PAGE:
The temporomandibular joints, called TMJ, are the joints and jaw muscles that make it possible to open and close your mouth.
Located on each side of the head, your TMJ works together when you chew, speak, or swallow and includes muscles and ligaments along with the jaw bone. They also control the lower jaw (mandible) as it moves forward, backward, and side to side.
Each TMJ has a disc between the ball and the socket. The disc cushions the load while enabling the jaw to open widely and rotate or glide. Any problem that prevents this complex system of muscles, ligaments, discs, and bones from working properly may result in a painful TMJ disorder.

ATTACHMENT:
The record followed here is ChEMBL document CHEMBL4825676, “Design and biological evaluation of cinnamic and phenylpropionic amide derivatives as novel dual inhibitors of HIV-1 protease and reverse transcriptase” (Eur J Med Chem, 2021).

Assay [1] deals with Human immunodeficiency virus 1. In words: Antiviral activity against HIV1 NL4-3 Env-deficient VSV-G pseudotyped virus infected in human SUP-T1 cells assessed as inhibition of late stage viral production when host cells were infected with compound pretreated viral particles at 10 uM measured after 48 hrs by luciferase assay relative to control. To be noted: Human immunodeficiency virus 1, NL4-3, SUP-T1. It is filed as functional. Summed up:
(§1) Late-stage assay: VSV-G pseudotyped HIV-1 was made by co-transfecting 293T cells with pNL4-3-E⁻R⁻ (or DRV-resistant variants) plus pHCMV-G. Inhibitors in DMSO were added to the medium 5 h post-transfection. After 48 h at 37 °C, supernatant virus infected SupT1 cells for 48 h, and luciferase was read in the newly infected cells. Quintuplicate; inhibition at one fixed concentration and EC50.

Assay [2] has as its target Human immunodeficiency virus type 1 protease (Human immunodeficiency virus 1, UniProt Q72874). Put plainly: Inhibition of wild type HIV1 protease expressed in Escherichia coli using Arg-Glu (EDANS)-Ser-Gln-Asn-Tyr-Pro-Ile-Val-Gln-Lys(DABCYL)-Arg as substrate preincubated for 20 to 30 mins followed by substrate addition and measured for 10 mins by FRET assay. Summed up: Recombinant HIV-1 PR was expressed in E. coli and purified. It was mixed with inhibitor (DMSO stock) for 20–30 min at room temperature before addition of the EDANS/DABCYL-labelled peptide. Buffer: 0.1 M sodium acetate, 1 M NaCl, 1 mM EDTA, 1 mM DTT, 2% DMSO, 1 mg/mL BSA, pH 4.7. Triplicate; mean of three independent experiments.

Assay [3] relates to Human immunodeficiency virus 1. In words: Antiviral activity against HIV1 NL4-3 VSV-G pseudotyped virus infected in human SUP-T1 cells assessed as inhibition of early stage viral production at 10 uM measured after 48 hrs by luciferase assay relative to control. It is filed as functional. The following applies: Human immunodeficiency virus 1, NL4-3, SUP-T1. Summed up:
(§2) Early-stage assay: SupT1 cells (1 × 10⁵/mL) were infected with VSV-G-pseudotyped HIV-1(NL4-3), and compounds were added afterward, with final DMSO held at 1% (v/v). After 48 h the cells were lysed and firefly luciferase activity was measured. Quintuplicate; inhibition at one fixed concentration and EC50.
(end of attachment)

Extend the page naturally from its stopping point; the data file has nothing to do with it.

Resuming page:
Possible causes of TMJ disorders include:
- tooth and jaw alignment
- stress and teeth-grinding
Diagnosis is an important step before treatment. Part of the dental examination includes checking the joints and muscles for tenderness, clicking, popping or difficulty moving. Depending on the diagnosis, the dentist may refer you to a physician or another dentist.